Dr Ronald Victor, the senior author of the Dallas study, said: "These exciting results suggest the extent to which even the early stages of heart disease could be prevented in the African-American community by prevention and treatment of hypertension."
    Reenie

    ****************
    Husband has HCM.
    3 kids - ages 23, 21, & 19. All presently clear of HCM.

  • #2
    Reenie,

    Interesting ethical questions, but potentially really good news for a large number of people.

    Rob

    P.S. I notice the "Scotsman Online" doesn't charge a registration fee. Probably wouldn't have too much of an audience if they did, eh!
    --Living life on the edge .. of a continent!
    Charter member: Tinman Club

    Comment


    • #3
      Originally posted by NoCrash

      P.S. I notice the "Scotsman Online" doesn't charge a registration fee. Probably wouldn't have too much of an audience if they did, eh!
      LOL, I agree that they probably wouldn't have as large an audience if they charged to read their paper. I've been reading the headlines from The Scotsman for about a year now. It does give a different view of the world at times.

      Reenie
      Reenie

      ****************
      Husband has HCM.
      3 kids - ages 23, 21, & 19. All presently clear of HCM.

      Comment


      • #4
        Well, some people are still having a hard time acknowleding that male and females of any color are genetically different and react to medications differrently and there has been some recent news about this as well.

        Hello! Different people from different backgrounds have different genes. Basic biology. But throw in politics, history, sexism, and racism and it is a whole different ball of wax.

        Imagine a day when medicine is about prevention, wellness, health, curing and not torn up into political camps.

        Comment


        • #5
          Yahoo Story Here


          Back to Story - Help
          Yahoo! News
          Gov't OKs First Racially Targeted Drug

          By KEVIN FREKING, Associated Press Writer1 hour, 8 minutes ago

          The heart failure drug BiDil was approved Thursday by government regulators for use by blacks. It will be the first medication marketed for a specific racial group.

          The Food and Drug Administration called the approval a step toward "the promise of personalized medicine."

          Studies showed that blacks benefited from the drug while the general population did not.

          The drug is marketed by NitroMed Inc. of Lexington, Mass.

          "The information presented to the FDA clearly showed that blacks suffering from heart failure will now have an additional safe and effective option for treating their condition," said Dr. Robert Temple, the agency's associate director of medical policy. "In the future, we hope to discover characteristics that identify people of any race who might be helped by BiDil."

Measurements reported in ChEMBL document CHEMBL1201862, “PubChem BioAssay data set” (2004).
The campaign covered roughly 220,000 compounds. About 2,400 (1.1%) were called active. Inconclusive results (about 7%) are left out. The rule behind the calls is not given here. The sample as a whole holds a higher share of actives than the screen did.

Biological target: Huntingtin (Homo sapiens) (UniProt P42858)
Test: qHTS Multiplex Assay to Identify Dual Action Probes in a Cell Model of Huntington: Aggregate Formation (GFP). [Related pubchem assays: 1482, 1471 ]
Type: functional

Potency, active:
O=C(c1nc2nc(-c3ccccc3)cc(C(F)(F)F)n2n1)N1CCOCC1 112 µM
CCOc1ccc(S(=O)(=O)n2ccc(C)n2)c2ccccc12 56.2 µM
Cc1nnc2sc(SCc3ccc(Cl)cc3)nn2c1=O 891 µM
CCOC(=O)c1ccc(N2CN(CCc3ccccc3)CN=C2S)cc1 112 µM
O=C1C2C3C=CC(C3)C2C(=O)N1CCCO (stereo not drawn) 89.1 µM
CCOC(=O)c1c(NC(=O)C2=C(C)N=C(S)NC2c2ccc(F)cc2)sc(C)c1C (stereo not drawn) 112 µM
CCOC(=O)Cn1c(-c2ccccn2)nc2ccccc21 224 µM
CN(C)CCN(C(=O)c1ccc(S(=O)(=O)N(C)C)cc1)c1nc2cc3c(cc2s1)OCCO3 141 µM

A study indicated that the drug led to a 43 percent reduction in deaths from heart failure among the blacks who took it. Research was stopped early after scientist realized the benefits of the drug so the data could be presented for the drug's approval.

          BiDil is a combination of two older drugs, hydralazine and isosorbide dinitrate, neither approved for heart failure. Some common side effects with the drug are headache and dizziness.

          Temple said the success of the drug in blacks was a "striking example of how a treatment can help some patients even if it does not help all patients."

          In addition to the reduction in deaths, the FDA cited a 39 percent decrease in hospitalizations for those who took the drug compared with those who took a placebo.

          While the favorable results of the study is good news for blacks, some health care experts said the company won't have financial incentive to do larger trials for the general population now that they have a product patented for blacks only. While, others worry that blacks will automatically be prescribed the pill based on their skin color, even if it may not be the best choice.

          Messages left with Lawrence E. Bloch, NitroMed chief financial officer and chief business officer, weren't immediately returned.

          Copyright © 2005 The Associated Press. All rights reserved. The information contained in the AP News report may not be published, broadcast, rewritten or redistributed without the prior written authority of The Associated Press.
          Copyright © 2005 Yahoo! Inc. All rights reserved.
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          Reenie

          ****************
          Husband has HCM.
          3 kids - ages 23, 21, & 19. All presently clear of HCM.